Soils are very thin or lacking in and around this community and the effect of clearing and construction on soil retention and erosion must be considered during any development activities. Similarly, these pavements have wide cracks and fissures and any soil enrichment contamination (e.g., from septic leach fields and fertilized lawns) may rapidly alter the water quality of underlying aquifers as well as altering the barrens community structure and function.

Inventory Needs

The alvar communities in Jefferson County need to be inventoried and remapped using the current classification of alvar communities: 1) alvar pavement grassland, 2) alvar shrubland, 3) alvar woodland, 4) dry alvar grassland, and 5) wet alvar grassland. Survey for additional occurrences in Jefferson County and the surrounding region to advance documentation and classification of alvar pavement grasslands. Continue searching for large sites in excellent to good condition (A- to AB-ranked). Periodic inventory of the alvar pavement grasslands is needed, in order to keep occurrence data current. Quantitative data on composition and variability among patches within occurrences are needed from surveys throughout the growing season. Surveys for rare and characteristic invertebrate species (especially butterflies and moths, along with terrestrial molluscs) are needed for many sites.

Research Needs

Research the composition of alvar pavement grassland in Jefferson County in order to characterize variations and distinguish it from other alvar communities. Studies of the hydrology of alvar communities (a past study was conducted at Chaumont Barrens) and their immediately surrounding landscape are needed to better understand their hydrologic regimes. Continue long-term monitoring of deer browsing and grazing impacts. Establish a monitoring progam at various sites to understand and track the development of impacts from global climate change. Identify areas where fire can be implemented and evaluated as a management tool, including a flora and fauna monitoring component (Reschke et al. 1999).

Rare Species

  • Anticlea elegans var. glauca (Mountain Death Camas) (guide)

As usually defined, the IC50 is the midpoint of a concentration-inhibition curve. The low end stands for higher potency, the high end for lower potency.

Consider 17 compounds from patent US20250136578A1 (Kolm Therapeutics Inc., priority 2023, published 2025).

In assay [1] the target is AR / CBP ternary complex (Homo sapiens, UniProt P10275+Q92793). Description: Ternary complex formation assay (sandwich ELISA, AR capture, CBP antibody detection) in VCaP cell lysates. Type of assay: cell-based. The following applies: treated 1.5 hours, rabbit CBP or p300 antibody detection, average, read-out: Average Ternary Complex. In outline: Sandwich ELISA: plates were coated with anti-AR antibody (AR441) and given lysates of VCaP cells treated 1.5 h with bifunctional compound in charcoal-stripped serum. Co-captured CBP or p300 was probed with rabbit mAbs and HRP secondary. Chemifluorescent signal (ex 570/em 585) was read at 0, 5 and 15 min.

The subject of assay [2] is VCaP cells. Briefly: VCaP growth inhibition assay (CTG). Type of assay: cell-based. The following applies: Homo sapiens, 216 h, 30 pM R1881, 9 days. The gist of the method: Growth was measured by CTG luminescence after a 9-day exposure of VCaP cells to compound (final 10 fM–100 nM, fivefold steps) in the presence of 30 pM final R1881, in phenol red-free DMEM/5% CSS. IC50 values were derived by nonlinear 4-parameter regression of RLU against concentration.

• Boechera grahamii (Purple Rock Cress) (guide)
  • Botrychium lunaria (Common Moonwort) (guide)
  • Botrychium rugulosum (Rugulose Grape Fern) (guide)
  • Bouteloua curtipendula var. curtipendula (Side-oats Grama) (guide)
  • Carex backii (Back's Sedge) (guide)
  • Carex crawei (Crawe's Sedge) (guide)
  • Carex garberi (Elk Sedge) (guide)
  • Carex molesta (Troublesome Sedge) (guide)
  • Castilleja coccinea (Scarlet Indian-paintbrush) (guide)
  • Cirriphyllum piliferum (Hair-pointed Moss)
  • Corydalis aurea (Golden Corydalis) (guide)
  • Descurainia pinnata ssp. brachycarpa (Northern Tansy-mustard) (guide)
  • Draba arabisans (Rock Whitlow Grass) (guide)
  • Dracocephalum parviflorum (American Dragonhead)
  • Epilobium hornemannii ssp. hornemannii (Alpine Willow-herb) (guide)
  • Gentianopsis virgata (Lesser Fringed Gentian) (guide)
  • Geum triflorum var. triflorum (Prairie Smoke)
  • Hedeoma hispida (Rough Pennyroyal) (guide)
  • Lilium michiganense (Michigan Lily)
  • Myurella julacea (Small Mousetail Moss)
  • Panicum flexile (Wiry Panic Grass) (guide)
  • Platydictya jungermannioides (False Willow Moss)
  • Pseudocalliergon turgescens (Curving Feather Moss)
  • Symphyotrichum ciliolatum (Lindley's Aster)
  • Ulmus thomasii (Cork Elm) (guide)
  • Valerianella chenopodiifolia (Goosefoot Corn Salad)

Range

New York State Distribution

Restricted to outcrops of Chaumont limestone (Galoo-Rock outcrop complex) in Jefferson County. New York's sites are at the easternmost edge of a narrow range extending across southern Ontario to the eastern edge of northern Michigan. There are about 54 square miles (34,368 acres) of Galoo-Rock outcrop complex mapped in Jefferson County in the Soil Survey Geographic (SSURGO) database for New York.

Global Distribution

Alvar pavement grasslands occur in Ontario, Michigan, and New York in the central and eastern Great Lakes region (NatureServe Explorer 2015).